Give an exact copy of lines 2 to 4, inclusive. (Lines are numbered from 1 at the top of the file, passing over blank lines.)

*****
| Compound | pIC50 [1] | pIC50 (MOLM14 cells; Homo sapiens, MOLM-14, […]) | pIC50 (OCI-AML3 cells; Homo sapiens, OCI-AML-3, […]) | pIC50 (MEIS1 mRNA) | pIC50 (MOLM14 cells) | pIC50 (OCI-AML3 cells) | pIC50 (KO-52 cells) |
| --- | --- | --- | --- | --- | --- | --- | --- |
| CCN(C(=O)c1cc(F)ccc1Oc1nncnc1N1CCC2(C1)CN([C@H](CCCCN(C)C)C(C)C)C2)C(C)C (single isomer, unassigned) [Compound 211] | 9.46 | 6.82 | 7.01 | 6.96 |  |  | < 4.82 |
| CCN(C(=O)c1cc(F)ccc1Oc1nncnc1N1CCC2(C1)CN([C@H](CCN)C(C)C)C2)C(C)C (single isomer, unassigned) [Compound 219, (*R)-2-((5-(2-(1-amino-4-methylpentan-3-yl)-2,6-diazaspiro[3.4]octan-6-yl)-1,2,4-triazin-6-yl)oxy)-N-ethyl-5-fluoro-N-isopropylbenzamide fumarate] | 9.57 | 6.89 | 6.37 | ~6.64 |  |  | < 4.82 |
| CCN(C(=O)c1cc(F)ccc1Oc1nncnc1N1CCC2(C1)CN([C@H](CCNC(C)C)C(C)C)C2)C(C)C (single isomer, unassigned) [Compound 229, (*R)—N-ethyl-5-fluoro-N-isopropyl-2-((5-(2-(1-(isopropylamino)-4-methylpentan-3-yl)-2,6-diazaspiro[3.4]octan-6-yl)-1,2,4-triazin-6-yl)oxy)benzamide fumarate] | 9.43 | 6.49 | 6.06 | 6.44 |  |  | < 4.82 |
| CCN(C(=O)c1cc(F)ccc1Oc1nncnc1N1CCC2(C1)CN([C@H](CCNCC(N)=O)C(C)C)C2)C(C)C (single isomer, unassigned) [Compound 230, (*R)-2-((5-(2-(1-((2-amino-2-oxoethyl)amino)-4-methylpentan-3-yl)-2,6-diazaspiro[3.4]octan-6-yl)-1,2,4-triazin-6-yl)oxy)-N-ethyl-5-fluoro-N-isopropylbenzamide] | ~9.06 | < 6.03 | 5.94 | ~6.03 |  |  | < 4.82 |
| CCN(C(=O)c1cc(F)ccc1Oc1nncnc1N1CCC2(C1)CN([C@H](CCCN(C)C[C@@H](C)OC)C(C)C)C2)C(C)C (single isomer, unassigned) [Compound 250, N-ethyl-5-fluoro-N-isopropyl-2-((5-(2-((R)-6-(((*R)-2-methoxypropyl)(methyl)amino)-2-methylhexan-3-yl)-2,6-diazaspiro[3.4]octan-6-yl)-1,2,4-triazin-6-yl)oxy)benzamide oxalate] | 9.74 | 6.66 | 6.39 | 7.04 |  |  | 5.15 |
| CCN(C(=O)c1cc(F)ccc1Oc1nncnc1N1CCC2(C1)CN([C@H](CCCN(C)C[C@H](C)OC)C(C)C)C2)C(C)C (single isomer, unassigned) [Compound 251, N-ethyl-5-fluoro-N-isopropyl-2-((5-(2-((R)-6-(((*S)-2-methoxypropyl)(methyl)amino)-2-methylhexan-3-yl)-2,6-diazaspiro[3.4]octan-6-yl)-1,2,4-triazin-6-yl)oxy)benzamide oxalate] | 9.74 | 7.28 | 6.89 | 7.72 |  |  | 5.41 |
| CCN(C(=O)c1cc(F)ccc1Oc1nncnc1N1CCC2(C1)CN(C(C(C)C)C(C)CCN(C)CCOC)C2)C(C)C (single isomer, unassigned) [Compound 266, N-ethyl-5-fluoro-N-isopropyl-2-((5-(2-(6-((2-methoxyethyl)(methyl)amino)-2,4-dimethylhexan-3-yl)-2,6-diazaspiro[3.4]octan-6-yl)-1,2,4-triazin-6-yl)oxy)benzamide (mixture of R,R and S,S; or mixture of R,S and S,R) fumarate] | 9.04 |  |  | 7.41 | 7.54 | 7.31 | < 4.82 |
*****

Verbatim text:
| --- | --- | --- | --- | --- | --- | --- | --- |
| CCN(C(=O)c1cc(F)ccc1Oc1nncnc1N1CCC2(C1)CN([C@H](CCCCN(C)C)C(C)C)C2)C(C)C (single isomer, unassigned) [Compound 211] | 9.46 | 6.82 | 7.01 | 6.96 |  |  | < 4.82 |
| CCN(C(=O)c1cc(F)ccc1Oc1nncnc1N1CCC2(C1)CN([C@H](CCN)C(C)C)C2)C(C)C (single isomer, unassigned) [Compound 219, (*R)-2-((5-(2-(1-amino-4-methylpentan-3-yl)-2,6-diazaspiro[3.4]octan-6-yl)-1,2,4-triazin-6-yl)oxy)-N-ethyl-5-fluoro-N-isopropylbenzamide fumarate] | 9.57 | 6.89 | 6.37 | ~6.64 |  |  | < 4.82 |